MTN said to mull West African unit sale in markets cull
MTN’s [JSE:MTN] sale of its Cyprus unit is just the start of a broader exit from small or problematic markets, with the Liberian unit leading a number of West African divisions being considered for disposal, according to people familiar with the matter.
Africa’s largest mobile-phone company by subscribers sees the Liberia, Guinea and Guinea-Bissau businesses as ones it could do without, said two of the people, who asked not to be identified as the information isn’t public.
The review is being led by chief executive officer Rob Shuter, who said in March he planned to evaluate whether the Johannesburg-based company needs a presence in all 22 markets in which it operates.
An MTN spokesperson wouldn’t comment on market speculation.
MTN announced the sale of its Cyprus unit to French billionaire Xavier Niel’s Monaco Telecom SA on Monday for about €260m, the first country exit in the company’s 24-year history.
Cyprus had the lowest number of subscribers of all MTN’s markets as of end March, though Liberia and Guinea-Bissau were close.
The only other MTN country division with fewer than 1 million customers is South Sudan, which has been engulfed in a civil war since 2013.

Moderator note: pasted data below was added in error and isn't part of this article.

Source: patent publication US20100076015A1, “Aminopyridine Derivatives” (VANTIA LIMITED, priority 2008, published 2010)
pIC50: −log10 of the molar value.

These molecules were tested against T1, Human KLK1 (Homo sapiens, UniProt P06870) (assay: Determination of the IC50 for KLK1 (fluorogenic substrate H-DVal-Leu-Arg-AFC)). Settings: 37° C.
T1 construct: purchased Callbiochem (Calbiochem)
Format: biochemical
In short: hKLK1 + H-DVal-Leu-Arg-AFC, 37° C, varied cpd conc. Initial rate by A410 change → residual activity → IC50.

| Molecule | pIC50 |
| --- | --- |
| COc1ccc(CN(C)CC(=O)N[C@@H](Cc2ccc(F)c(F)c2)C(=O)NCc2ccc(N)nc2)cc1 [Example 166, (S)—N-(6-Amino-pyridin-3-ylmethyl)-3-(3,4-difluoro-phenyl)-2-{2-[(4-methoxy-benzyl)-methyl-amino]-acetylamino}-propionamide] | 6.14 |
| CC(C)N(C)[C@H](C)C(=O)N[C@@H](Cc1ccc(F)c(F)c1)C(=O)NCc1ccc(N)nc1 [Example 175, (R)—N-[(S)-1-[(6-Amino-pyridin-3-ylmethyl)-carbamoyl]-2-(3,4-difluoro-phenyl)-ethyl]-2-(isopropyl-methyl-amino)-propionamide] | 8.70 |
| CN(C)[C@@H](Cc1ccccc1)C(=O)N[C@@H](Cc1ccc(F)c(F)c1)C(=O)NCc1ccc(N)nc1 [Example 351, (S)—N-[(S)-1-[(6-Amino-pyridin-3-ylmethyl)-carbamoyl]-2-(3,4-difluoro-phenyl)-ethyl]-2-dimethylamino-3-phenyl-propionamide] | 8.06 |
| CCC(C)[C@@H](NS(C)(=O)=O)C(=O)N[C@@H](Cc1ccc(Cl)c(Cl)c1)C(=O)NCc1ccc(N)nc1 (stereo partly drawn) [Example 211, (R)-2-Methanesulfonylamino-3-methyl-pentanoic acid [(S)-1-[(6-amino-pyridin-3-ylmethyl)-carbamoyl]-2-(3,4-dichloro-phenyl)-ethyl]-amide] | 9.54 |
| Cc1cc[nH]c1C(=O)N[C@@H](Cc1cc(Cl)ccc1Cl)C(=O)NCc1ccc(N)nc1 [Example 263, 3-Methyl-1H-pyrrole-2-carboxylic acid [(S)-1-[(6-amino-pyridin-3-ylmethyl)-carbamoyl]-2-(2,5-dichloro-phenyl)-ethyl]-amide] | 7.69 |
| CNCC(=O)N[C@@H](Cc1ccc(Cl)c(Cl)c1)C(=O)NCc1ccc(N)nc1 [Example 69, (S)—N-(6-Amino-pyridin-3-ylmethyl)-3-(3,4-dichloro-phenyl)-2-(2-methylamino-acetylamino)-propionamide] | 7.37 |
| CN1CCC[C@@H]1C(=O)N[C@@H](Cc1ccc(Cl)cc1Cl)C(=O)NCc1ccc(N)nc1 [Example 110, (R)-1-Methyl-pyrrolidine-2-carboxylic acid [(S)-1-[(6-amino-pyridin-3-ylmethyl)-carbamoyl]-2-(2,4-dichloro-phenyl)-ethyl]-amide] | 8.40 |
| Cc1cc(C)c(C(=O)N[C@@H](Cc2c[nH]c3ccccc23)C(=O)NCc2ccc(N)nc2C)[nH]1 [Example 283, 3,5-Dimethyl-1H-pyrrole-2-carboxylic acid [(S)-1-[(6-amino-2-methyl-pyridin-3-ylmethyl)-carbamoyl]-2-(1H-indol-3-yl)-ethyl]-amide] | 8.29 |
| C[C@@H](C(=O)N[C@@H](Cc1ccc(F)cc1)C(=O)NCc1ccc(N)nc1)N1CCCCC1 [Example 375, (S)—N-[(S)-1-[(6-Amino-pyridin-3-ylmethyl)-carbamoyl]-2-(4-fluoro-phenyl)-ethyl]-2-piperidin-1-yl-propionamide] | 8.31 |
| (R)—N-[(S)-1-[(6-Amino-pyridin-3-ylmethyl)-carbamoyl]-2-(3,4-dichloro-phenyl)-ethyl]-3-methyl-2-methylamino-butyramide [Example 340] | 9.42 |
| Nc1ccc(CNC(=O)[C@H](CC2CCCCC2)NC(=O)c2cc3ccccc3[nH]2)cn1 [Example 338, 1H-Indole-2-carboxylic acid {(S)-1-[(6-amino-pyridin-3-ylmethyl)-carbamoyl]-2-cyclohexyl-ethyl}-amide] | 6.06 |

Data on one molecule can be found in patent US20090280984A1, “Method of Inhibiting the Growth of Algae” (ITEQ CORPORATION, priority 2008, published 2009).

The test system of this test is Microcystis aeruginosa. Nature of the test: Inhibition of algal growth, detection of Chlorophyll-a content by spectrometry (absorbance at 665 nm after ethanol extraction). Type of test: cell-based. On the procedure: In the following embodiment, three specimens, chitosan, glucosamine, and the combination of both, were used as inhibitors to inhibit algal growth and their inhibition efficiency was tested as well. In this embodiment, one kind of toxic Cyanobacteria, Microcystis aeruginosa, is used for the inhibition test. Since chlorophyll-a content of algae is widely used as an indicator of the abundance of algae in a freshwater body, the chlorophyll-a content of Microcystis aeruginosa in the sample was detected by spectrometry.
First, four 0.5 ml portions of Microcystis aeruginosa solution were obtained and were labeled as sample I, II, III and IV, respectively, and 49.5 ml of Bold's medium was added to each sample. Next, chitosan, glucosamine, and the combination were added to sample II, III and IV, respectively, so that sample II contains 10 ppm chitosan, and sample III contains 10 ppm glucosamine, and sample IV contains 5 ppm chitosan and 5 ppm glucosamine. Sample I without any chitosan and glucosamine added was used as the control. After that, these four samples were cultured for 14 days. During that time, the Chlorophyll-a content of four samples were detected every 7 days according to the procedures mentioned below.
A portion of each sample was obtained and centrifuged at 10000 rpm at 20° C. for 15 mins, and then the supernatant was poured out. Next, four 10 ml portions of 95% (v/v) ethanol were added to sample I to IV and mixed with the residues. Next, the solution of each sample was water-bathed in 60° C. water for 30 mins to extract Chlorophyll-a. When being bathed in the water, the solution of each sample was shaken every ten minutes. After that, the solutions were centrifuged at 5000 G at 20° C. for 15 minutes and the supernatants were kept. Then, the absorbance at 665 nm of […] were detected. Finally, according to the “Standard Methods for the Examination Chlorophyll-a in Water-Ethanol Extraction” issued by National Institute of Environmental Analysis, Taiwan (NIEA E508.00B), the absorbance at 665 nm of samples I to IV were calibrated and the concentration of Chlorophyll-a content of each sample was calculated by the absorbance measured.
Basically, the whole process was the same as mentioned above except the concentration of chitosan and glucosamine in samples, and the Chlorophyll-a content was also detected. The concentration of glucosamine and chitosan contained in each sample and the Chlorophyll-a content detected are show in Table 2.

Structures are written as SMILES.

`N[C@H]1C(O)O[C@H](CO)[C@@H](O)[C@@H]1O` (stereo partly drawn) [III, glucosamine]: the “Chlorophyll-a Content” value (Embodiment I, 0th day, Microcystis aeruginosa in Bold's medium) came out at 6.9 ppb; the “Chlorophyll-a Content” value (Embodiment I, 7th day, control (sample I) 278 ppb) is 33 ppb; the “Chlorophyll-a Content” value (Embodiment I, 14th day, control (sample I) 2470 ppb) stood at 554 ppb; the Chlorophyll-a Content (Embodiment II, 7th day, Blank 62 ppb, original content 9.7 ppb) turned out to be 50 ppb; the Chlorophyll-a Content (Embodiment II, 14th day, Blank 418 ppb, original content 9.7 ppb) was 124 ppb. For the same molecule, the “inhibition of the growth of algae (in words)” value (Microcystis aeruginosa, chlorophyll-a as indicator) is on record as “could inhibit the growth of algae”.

The sale of smaller markets could be laying the groundwork for an attempt to break into Angola, one of the people said. Africa’s No. 2 crude producer plans to sell a minority stake in state-owned telecommunications provider Angola Telecom and hold an auction for a fourth industry operator.
Meanwhile Ethiopia, Africa’s most-populous nation after Nigeria, is planning to sell parts of the state-owned telecommunications company to foreign investors, opening the door to a market long coveted by MTN and rival Vodacom [JSE:VOD].
MTN has struggled with regulators and governments across the continent in recent years, increasing the strain in certain markets. In Benin, the carrier in May agreed to pay 70 billion CFA Francs ($125m) to settle a dispute over frequency fees and secure a five-year licence extension.
The company also had to hammer out terms for a new license in Cameroon, after agreeing to a $6.6m penalty.
All that pales in comparison to MTN’s woes in Nigeria, where it was forced to pay a $1bn fine in 2016 for missing a deadline to disconnect unregistered users amid a security crackdown.
However, the carrier has repeatedly stated a commitment to its biggest market and that’s unlikely to change, the people familiar with the situation said.
Liberia has struggled to revive its economy after a yearlong Ebola outbreak earlier in the decade killed thousands and isolated the country.
Gross domestic product contracted by 1.6% in 2016, according to World Bank data. New President George Weah, who took office in January, this week pledged to pursue “aggressive” monetary and fiscal policies as inflation soars and the Liberian dollar slumps.
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